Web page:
The Linde Center for Music and Learning on the Tanglewood campus in Lenox, MA is located in the idyllic Berkshires. It includes three rehearsal buildings, with the largest of the three providing a performance space, connected to a café. A winding pathway between the buildings is thoughtfully lit by off-center downlights, reducing light spill to the outdoor performance area. Dimmable exterior lighting allows for ambient levels during concerts, while reducing light trespass for neighbors. This comfortable outdoor concert venue is a perfect place to bring a blanket and picnic basket and to enjoy an evening of lovely music.
Lam Labs at Lam Partners installed a site-specific light art installation “Light in Context ” at Buckingham Brown and Nichols Upper School Gallery in Cambridge, MA. Constructed of white screen, colored gels, and Color Kinetics RGBW 10×60 grazers, Lam transforms the BB&N Gallery space through light and material.
The project sees the construction of a new 36,000 square-foot facility for CMU’s College of Engineering. Funded by a gift from ANSYS, this project blurs the lines between interior and exterior spaces, and conference rooms provide views over the Oakland portion of the City.
The new home for Boston University’s Howard Thurman Center encompasses 19,000 SF and is a key student life hub at the center of campus. The new space supports existing programs, allows for expanded programming, and captures the energy of the people who make the center unique. The street-level space brings increased visibility to the Howard Thurman Center through a new building entry defined by the undercut corner of the building. Inside, a variety of meeting and event spaces, both formal and informal, provide the flexibility to support a variety of programs. Staff offices are dispersed throughout, allowing for increased student-staff interactions and visibility throughout the center. The meditation room allows for students to decompress and focus their attention in a quiet space. The whole design is grounded and centered on a community stair that connects the two levels and provides spaces for gathering, performing, and chance meetings.
Originally built in 1974, Soldiers Field Park is a collection of Harvard Business School graduate student housing buildings, located in Allston, MA. This massive renovation consists of a full renewal program for the interiors of four separate buildings, with a total of 470 dormitory units, along with amenities such as student lounges, lobbies, fitness rooms, and a childcare center. The exterior renovation includes all new hardscape and landscaping throughout, with a child-care area. The renovation is happening in four phases, spread over five years at a cost of approximately $230,000,000. Soldiers Field Park is a LEED Gold project.
Middlebury College Bostwick Family Squash CenterSports Facilities | Academic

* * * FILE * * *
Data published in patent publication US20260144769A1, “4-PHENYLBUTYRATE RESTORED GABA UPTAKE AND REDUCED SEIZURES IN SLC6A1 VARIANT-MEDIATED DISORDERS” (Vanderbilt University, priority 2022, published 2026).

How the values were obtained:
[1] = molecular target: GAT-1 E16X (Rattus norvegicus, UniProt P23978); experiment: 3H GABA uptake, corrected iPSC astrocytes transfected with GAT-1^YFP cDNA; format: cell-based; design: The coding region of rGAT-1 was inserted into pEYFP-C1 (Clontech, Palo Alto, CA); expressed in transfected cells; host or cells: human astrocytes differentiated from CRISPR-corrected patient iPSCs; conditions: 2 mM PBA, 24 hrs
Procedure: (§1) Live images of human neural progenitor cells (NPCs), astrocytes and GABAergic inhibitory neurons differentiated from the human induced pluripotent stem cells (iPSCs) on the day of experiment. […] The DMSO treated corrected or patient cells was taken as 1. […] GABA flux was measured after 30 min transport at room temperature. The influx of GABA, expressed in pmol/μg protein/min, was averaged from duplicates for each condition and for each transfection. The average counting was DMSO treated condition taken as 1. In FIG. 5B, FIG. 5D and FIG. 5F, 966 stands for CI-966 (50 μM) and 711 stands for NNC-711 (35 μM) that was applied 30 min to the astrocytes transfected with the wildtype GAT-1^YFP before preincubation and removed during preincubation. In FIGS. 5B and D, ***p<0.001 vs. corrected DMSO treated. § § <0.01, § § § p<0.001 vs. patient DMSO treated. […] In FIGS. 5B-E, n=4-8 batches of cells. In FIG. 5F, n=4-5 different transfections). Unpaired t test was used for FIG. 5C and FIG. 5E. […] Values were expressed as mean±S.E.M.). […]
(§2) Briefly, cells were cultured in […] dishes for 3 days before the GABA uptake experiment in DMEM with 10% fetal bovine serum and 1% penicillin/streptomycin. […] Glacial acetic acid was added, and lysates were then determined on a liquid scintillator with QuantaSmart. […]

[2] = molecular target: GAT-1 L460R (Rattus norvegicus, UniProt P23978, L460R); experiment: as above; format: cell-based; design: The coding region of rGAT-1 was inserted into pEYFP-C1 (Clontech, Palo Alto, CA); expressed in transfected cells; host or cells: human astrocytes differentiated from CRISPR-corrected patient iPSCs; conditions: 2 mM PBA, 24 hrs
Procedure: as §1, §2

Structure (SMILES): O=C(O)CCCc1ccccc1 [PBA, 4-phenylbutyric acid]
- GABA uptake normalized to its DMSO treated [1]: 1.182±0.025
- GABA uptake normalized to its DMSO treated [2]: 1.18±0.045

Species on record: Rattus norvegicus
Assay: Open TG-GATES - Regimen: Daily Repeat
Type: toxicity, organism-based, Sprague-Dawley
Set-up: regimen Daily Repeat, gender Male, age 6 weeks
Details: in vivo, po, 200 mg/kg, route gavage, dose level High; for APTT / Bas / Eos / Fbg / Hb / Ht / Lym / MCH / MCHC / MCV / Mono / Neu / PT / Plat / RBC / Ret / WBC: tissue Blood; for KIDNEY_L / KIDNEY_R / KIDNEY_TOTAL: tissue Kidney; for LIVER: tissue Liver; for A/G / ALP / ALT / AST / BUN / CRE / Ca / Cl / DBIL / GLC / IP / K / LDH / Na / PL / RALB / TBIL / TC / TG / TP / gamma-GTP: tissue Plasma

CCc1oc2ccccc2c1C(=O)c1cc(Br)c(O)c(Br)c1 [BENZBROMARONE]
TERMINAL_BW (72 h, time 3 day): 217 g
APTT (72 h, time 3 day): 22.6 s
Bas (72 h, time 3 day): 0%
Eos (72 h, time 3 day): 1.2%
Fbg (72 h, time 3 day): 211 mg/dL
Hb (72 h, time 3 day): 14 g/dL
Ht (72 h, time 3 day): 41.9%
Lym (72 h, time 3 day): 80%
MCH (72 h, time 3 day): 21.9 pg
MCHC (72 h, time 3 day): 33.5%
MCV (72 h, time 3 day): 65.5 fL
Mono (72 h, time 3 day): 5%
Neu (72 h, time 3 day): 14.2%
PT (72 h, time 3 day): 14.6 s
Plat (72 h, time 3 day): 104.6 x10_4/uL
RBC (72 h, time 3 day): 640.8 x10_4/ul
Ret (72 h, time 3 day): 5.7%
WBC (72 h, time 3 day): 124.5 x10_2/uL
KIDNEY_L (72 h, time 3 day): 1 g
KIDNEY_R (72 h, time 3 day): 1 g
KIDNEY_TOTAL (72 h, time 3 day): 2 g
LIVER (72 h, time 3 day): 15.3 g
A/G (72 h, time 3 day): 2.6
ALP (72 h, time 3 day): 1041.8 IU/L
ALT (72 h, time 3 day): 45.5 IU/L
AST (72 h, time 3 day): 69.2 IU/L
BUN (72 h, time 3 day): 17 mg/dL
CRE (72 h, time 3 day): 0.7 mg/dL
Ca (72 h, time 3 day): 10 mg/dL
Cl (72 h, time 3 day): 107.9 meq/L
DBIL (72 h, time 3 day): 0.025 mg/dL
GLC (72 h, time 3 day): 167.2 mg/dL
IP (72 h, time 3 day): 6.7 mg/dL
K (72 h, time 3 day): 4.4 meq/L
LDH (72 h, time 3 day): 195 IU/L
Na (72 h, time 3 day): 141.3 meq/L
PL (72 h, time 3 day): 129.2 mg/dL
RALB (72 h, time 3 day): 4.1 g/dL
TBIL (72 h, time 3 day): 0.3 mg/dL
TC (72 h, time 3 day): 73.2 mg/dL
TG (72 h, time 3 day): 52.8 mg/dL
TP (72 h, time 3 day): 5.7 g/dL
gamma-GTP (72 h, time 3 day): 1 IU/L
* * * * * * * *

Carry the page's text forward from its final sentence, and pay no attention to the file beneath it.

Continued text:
|ARCHITECT:||ARC/Architectural Resources Cambridge|
|PHOTOGRAPHER:||© Middlebury College|
|DESIGN TEAM:||Glenn Heinmiller|
The LEED Platinum Middlebury Squash Facility offers nine new squash courts with spectator seating, a fitness center, and a grand lobby. A dramatic skylight is the sole source of illumination for the spectator seating area; at night, the etched glass is illuminated by dimmed LED fixtures, seamlessly replacing the daylight after dark. The blade elements of the lobby ceiling function as light fixtures, indirectly lighting the entire space. At night this glowing ceiling turns the dramatic exterior of the building into an inviting portal.
From the beginning, the Edward S. Wolak Library was conceived as a daylighted space. The tall expanses of vertical glazing in the main reading room offers sweeping views out and ample daylight in. The glass walls are protected by a warm wooden lid serving as a portico and large-scale overhang to shield direct sun. On the west façade there is an additional layer of vertical wooden fins to help block low setting sun. In the center of the large two-story reading room, is a sculptured laylight that diffuses daylight and balances the brightness from the abundant vertical sidelighting. Most all of the electric lighting is integrated above the sculpted ceiling, tucked into coves, slots, and other architectural details to supplement daylight when needed, and to glow the building at night.
With a data driven architectural concept, this early childhood development and daycare center attempts to disrupt the norm of early education. The main space is designed to feel like a large exterior environment while dwellings for the children, divided by age, are situated within an implied exterior environment. Each of the dwellings feature a unique architectural design with gracefully integrated lighting details that sinuously express the novel architectural forms through coves and slots.